On the train to Toronto, the three of us had facing seats, with a fourth person sitting with us who was randomly assigned. He was a very interesting fourth person, who had a locked suitcase with him that he would occasionally open to grab documents with the Canadian government seal marked “Secret,” and then use his Blackberry(!) to talk to people about trade deals. Otherwise the trip was largely uneventful and we arrived in Toronto.
Or as we soon called it, the “more Canadian version of New York City.” As in, if you removed all of the smell, interesting people, and cool things of NYC, you had a rather sterile metropolis. Toronto was largely a disappointment, although we did see the Hockey Hall of Fame, which featured aggressively hipster sweaters.
We toured Fort York, which was an interesting oasis of historical property smack dab in the middle of town. Once again, they made sure to point out that the Americans ultimately lost to the Canadians. It was a common refrain.
Toronto has a large island park right next to the downtown core, which we went and visited for an evening. It’s a fairly unique feature of the city.
And that’s it really about Canada.
The Trip Back
Our flight plans both ways involved flying from our Canadian city to Seattle through Chicago. The flights over went well, but on the flight back we were on a smallish regional jet getting ready to take off when the flight attendants thought they smelled chemical burning. The pilot came back and checked, and he got a big ‘ole wiff of something smelly. Thinking it was the chemical oxygen generators (which are a big issue if they just go off on their own), we pulled back into the gate, deplaned everyone, and had to figure out what was going on. We got in a big line to find alternate flights that processed about 2 people every half hour, so after an hour of standing around doing nothing, they announce the flight is back on and we all get back on.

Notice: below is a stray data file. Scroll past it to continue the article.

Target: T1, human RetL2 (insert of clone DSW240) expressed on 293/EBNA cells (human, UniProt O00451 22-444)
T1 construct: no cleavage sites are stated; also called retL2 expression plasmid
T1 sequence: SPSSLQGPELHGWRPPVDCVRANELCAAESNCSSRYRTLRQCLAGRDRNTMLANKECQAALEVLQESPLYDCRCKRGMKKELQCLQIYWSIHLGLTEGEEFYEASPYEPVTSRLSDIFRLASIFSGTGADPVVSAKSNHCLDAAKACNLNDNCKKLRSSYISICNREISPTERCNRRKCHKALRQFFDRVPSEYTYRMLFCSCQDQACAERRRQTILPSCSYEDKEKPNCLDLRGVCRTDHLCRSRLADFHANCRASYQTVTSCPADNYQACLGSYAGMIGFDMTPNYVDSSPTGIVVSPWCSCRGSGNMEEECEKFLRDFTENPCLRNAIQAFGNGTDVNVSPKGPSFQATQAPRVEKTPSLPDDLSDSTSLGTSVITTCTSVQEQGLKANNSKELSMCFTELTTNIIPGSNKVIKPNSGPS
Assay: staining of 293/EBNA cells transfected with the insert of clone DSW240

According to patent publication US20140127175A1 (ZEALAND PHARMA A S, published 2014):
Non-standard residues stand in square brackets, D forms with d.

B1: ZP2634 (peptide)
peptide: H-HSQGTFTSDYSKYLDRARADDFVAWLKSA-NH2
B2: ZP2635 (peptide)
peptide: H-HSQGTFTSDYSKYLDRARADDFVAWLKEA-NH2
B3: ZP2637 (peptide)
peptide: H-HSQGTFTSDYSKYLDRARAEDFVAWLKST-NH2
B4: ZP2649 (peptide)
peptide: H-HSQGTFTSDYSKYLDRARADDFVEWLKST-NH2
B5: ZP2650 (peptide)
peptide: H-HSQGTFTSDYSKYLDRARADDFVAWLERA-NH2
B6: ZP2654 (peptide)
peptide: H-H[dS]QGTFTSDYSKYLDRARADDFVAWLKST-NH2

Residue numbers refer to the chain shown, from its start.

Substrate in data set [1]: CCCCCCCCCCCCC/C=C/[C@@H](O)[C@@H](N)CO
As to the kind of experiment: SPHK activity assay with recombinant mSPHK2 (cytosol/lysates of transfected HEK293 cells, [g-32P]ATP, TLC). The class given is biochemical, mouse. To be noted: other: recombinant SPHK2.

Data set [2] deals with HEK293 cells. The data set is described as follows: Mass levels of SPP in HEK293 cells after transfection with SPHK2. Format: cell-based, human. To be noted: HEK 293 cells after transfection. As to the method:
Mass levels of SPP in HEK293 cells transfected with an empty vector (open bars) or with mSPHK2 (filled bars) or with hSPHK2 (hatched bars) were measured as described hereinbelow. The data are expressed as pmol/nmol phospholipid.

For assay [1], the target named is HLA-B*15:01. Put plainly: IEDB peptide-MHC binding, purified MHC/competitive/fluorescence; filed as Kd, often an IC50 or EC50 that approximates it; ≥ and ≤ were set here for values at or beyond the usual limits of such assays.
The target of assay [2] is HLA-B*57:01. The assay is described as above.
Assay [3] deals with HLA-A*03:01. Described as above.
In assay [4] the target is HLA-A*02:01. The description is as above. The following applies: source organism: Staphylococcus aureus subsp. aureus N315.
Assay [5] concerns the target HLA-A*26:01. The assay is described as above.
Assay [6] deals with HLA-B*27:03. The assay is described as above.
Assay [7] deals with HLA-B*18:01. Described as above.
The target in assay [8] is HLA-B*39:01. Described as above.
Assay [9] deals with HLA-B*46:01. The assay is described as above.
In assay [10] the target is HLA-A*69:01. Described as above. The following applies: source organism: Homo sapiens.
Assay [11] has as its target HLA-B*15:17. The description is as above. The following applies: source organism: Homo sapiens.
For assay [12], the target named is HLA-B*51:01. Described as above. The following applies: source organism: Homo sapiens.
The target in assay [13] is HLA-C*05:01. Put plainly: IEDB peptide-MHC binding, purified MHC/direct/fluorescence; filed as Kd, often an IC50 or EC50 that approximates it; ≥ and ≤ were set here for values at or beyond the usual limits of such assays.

The pilot reported that the smelly smell had been identified, and we just had to wait for security clear us. Since even though it wasn’t a security incident, they still had to have security clear us. Because of reasons. Eventually we take off and I overheard the flight attendants talking about the source of the smell. What was it?
Montreal was fairly accurately billed beforehand, and we had a lot of fun in the city despite all of the attractions being closed one of the days we were there. It was mostly our fault for planning the outside day when the attractions were open, and planning an inside day when the attractions were closed. I’d definitely go back.
Ottawa was a city we wish we spent an extra day there. It had lots of museums and government buildings to see and do, and turned out to be a fun time.
Toronto was ultimately disappointing: it was a rather generic large city without a lot of unique things to see and do. It could be a rather sterile alternative to NYC if you dislike smelling hot garbage all the time and don’t mind a crappier metro. We could have easily shifted the second full day in Toronto to Ottawa and had a much better time.